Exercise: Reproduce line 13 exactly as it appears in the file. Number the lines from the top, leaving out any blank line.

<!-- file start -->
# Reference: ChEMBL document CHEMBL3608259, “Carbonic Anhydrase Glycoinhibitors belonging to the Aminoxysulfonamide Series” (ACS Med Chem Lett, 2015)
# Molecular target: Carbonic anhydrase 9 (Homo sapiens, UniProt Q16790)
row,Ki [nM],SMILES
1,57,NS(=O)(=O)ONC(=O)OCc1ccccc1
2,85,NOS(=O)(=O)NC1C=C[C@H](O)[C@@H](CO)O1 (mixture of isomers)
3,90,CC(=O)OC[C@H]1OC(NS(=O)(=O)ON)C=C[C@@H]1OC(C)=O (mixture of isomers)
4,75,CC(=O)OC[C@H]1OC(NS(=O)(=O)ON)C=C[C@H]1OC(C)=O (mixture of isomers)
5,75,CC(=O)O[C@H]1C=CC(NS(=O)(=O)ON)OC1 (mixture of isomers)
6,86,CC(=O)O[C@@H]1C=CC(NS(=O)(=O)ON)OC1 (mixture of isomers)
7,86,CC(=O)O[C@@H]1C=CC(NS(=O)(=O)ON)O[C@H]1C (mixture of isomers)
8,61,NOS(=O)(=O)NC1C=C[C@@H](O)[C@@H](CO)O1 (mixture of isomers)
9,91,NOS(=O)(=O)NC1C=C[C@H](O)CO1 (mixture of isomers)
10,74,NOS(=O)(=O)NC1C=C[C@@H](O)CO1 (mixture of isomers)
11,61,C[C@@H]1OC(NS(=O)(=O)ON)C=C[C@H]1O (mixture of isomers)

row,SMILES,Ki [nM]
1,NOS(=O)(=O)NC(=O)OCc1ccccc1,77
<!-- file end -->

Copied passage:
10,74,NOS(=O)(=O)NC1C=C[C@@H](O)CO1 (mixture of isomers)